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U.S. Soccer Head Resigns Amid Fury Over Equal Pay Lawsuit (1)

March 13, 2020, 2:13 AM

The president of U.S. Soccer, Carlos Cordeiro, said he was resigning effective immediately amid widespread outrage over arguments the federation used in a lawsuit attempting to justify paying its four-time World Cup champion women’s soccer team less than their male counterparts.

U.S. Soccer argued in a legal filing that the women’s team is paid differently than the men’s team because its play is inferior and the competition worse, and it competes in less hostile stadiums. The language drew rebuke from members of both teams, plus MLS Commissioner Don Garber and perhaps most importantly, sponsors like Coca-Cola and Visa.

“The arguments and language contained in this week’s legal filing caused great offense and pain,” Cordeiro wrote in a letter announcing his departure. He said he didn’t fully review the filing in its entirety before it was submitted and, had he done so, he would’ve objected to certain language in it.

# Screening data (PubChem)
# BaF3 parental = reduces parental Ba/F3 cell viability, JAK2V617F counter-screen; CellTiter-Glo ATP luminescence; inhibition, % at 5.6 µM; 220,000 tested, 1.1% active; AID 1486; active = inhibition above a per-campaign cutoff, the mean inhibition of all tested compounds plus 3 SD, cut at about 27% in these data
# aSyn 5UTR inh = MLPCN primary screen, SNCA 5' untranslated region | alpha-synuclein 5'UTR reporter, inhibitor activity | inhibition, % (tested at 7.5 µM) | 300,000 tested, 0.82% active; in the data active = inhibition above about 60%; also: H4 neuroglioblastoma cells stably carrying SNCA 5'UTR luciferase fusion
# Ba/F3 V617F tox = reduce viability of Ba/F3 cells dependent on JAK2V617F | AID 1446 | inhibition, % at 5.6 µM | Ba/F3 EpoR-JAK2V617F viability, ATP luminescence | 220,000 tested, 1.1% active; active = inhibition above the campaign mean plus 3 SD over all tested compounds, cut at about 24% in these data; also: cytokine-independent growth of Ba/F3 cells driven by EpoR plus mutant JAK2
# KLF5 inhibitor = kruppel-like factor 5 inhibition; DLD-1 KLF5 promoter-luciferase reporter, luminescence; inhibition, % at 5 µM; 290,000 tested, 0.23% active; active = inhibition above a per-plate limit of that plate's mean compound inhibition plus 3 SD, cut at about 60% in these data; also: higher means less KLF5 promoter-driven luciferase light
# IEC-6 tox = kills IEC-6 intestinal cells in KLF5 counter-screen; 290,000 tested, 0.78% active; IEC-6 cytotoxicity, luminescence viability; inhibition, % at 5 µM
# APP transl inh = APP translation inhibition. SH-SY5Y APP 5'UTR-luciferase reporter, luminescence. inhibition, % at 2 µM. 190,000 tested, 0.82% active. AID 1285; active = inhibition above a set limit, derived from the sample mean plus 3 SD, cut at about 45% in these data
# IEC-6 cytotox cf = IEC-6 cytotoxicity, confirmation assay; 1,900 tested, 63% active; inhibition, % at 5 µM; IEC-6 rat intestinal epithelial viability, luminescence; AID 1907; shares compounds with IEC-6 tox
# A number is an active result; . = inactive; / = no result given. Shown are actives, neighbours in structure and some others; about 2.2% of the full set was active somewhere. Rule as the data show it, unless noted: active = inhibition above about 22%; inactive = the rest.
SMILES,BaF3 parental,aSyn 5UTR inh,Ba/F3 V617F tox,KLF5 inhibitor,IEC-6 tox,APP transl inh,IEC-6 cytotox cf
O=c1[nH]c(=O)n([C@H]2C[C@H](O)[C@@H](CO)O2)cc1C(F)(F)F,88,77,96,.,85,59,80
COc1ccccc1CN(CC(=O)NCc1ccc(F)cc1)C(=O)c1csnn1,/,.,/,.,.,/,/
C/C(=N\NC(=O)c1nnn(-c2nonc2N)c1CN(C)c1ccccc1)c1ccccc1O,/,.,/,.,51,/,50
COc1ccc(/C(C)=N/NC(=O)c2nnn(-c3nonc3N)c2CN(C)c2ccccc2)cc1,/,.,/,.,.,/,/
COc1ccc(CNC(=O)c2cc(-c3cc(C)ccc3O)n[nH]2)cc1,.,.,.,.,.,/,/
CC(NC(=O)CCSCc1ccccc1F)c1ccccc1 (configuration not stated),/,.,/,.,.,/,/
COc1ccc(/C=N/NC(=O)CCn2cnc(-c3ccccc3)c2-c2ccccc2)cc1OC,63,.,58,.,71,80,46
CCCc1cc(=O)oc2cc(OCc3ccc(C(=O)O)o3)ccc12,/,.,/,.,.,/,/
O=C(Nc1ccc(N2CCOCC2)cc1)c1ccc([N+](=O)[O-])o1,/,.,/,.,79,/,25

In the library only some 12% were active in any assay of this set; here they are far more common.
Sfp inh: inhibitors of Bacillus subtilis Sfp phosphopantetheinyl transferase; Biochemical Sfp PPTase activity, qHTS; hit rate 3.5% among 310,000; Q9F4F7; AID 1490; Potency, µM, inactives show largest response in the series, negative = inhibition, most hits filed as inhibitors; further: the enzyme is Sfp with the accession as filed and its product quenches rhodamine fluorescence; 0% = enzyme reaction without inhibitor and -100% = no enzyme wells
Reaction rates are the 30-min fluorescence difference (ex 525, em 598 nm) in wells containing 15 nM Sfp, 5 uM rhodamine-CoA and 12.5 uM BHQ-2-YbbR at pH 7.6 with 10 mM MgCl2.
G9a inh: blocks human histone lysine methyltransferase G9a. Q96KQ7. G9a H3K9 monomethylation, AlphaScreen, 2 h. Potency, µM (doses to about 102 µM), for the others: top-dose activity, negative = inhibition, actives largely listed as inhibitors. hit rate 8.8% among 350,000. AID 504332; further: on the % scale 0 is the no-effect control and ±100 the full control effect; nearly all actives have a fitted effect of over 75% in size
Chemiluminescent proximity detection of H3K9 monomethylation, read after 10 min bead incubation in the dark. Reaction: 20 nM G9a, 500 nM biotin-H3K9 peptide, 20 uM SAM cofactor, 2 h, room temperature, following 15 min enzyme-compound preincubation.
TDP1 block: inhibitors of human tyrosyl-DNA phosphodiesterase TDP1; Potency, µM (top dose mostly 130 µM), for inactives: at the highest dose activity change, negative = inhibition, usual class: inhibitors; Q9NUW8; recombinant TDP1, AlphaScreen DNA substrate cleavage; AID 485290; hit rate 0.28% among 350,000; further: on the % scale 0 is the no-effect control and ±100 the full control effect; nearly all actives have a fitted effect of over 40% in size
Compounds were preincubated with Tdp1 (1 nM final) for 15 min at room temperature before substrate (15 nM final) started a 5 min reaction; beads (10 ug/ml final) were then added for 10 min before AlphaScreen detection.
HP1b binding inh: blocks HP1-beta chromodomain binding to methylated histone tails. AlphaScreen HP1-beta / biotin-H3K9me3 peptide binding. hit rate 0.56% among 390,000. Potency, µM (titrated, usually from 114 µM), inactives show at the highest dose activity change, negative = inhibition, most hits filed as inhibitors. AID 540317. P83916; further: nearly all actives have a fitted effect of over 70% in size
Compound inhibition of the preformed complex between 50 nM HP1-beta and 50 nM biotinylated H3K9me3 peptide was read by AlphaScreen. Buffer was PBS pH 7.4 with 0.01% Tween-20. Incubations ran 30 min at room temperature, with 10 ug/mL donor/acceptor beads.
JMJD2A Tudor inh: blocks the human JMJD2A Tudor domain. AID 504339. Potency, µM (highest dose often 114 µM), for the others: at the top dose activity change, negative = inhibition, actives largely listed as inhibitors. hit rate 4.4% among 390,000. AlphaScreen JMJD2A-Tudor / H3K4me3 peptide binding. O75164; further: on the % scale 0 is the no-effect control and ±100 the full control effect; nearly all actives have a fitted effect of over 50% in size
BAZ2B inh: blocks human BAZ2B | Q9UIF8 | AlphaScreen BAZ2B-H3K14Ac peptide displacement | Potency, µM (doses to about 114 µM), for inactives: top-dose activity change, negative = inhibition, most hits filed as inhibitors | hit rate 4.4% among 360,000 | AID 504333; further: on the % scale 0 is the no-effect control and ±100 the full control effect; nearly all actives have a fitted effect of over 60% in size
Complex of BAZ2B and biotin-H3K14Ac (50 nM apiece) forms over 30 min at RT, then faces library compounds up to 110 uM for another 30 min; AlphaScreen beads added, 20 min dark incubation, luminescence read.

Cordeiro has been at U.S. Soccer for the past 13 years, serving as president for the last two. He will be replaced by current vice president Cindy Parlow Cone, who won a World Cup with the U.S. in 1999.

In March 2019, players on the Women’s National Team filed a gender discrimination suit against the USSF alleging they were unlawfully underpaid compared to the players on the Men’s National Team. Cordeiro had earlier apologized for the language in the court filing, and the U.S. Soccer Federation brought in a new law firm to join its defense.

The U.S. women’s team has four World Cup titles, which is four more than the U.S. men. The trial in their gender pay lawsuit begins May 5.

(Updates with additional sponsor backlash in second paragraph, details on Cordeiro and succession plans starting in fourth paragraph.)

--With assistance from Meghan Tribe.

To contact the reporters on this story:
Derek Wallbank in Singapore at;
Eben Novy-Williams in New York at

To contact the editors responsible for this story:
Chua Baizhen at

Chelsea Mes, Derek Wallbank

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